Chief Inspector Jackie Hirst is a 27 year career police officer based at Blackpool in Lancashire.
Chair of the “Women in policing” network, she is also a Force Incident Commander and Operations Manager for Firearms and Road Policing.
Jackie started her career at the south end of Blackpool, an extremely busy sector where new officers literally sank or swim.
During her career she suffered bereavement on a scale that would have finished most people. To her credit she used the experience to push forward, refusing to give in and ultimately came out the other side a wiser person.
Many women struggle with sleep in menopause. Here’s why.
Posted Sep 05, 2019
Menopause is one part of a lifelong shift in women’s hormone balance. Through each phase of her life, a woman’s sleep and health face different risks and challenges.
In my last post, I discussed how the hormonesestrogen and progesterone influence sleep and other aspects of women’s health. Today I want to dig a little deeper and break out the stages of menopause and the sleep difficulties that arise within each.article continues after advertisement
Pre-menopause and sleep
During a woman’s reproductive years, when she is not experiencing the symptoms of menopause, she is in what is technically considered pre-menopause. Hormones shift throughout women’s lives, and changes in estrogen, progesterone and other hormones can lead to recurring sleep problems well before the transition to menopause actively begins.
Fluctuating estrogen and progesterone, especially shortly before and during menstruation, cause difficulty sleeping, as well as headaches, cramping, anxiety, and low mood—all symptoms that can compound sleep problems. I see many patients in their 20s and 30s experience insomnia and other sleep troubles linked to their monthly menstrual cycle.
During pregnancy, women frequently experience significant sleeplessness—even if they’ve been sound sleepers in their pre-pregnant lives. Changes to the body and intensely shifting hormone levels lead to many pregnant women feeling sleepy during the day, and restless and uncomfortably awake throughout the night.
In 2017, the Centers for Disease Control released new scientific findings about the sleep activity and sleep quality of women throughout the different stages of menopause.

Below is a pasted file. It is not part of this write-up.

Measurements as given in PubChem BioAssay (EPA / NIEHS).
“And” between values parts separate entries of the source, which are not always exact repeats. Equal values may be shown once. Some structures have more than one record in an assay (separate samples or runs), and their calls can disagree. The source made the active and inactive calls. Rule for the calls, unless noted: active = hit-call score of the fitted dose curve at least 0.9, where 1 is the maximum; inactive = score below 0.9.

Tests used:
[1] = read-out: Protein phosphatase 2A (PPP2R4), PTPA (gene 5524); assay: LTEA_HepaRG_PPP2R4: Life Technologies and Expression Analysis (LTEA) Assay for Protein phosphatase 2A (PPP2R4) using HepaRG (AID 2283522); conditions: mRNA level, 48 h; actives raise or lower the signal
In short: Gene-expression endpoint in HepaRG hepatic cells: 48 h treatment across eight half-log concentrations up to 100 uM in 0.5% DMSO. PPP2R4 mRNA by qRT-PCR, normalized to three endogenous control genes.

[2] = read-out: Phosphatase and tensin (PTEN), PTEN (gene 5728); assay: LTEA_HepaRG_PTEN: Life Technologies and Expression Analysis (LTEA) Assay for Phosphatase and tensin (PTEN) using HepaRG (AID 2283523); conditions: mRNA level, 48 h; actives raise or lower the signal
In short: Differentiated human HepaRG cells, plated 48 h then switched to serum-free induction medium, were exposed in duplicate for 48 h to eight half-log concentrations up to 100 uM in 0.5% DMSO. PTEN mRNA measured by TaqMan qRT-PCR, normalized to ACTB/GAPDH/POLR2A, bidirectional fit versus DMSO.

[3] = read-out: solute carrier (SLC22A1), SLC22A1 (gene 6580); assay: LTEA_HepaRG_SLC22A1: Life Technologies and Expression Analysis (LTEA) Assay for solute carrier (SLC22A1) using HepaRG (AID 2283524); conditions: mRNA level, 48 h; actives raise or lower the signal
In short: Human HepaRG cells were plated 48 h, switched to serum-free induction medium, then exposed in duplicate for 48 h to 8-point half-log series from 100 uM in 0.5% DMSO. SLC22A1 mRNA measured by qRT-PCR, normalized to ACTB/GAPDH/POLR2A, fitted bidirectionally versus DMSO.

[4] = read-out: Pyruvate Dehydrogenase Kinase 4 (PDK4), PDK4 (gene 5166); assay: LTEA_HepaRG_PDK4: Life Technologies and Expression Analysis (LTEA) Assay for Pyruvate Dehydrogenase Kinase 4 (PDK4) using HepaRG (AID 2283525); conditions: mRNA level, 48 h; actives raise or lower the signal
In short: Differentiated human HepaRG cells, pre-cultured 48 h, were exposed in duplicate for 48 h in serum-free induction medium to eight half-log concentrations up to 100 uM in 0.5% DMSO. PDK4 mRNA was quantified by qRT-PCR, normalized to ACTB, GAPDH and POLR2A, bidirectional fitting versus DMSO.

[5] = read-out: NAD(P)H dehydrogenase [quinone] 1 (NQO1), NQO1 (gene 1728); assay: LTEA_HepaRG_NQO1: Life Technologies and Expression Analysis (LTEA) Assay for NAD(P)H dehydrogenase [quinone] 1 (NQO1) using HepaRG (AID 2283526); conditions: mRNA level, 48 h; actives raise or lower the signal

Nearly one-third—32.5 percent—sleep less than an average of 7 hours a night. That’s broadly on par with the estimates of the sleep habits of the general population.
Among pre-menopausal women, 16.8 percent regularly have trouble falling asleep—four or more times in a week.
Almost one-quarter of premenopausal women—23.7 percent—have trouble routinely staying asleep throughout the night.
And nearly half—47 percent—wake feeling un-rested at least four days a week.
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Perimenopause and sleep
This is the transitional stage that leads eventually to menopause. Often, for women, perimenopause begins in their 40s—but I’ve had several patients begin to experience the signs of perimenopause in their mid-to-late 30s. The amount of time a woman spends in perimenopause can vary widely—this stage of the menopause transition typically lasts between 3-5 years, but it can last for as long as 10.
It’s throughout perimenopause that many of the symptoms of menopausebegin to flare. During perimenopause, levels of estrogen, progesterone, and testosterone start to decline significantly—but also fluctuate sharply along with that overall decline. Estrogen levels in particular may shift erratically during perimenopause, and this hormone’s perimenopausal highs and lows can contribute to a range of symptoms—from hot flashes and night sweats to anxiety to headaches—that interfere with both sleep and waking performance.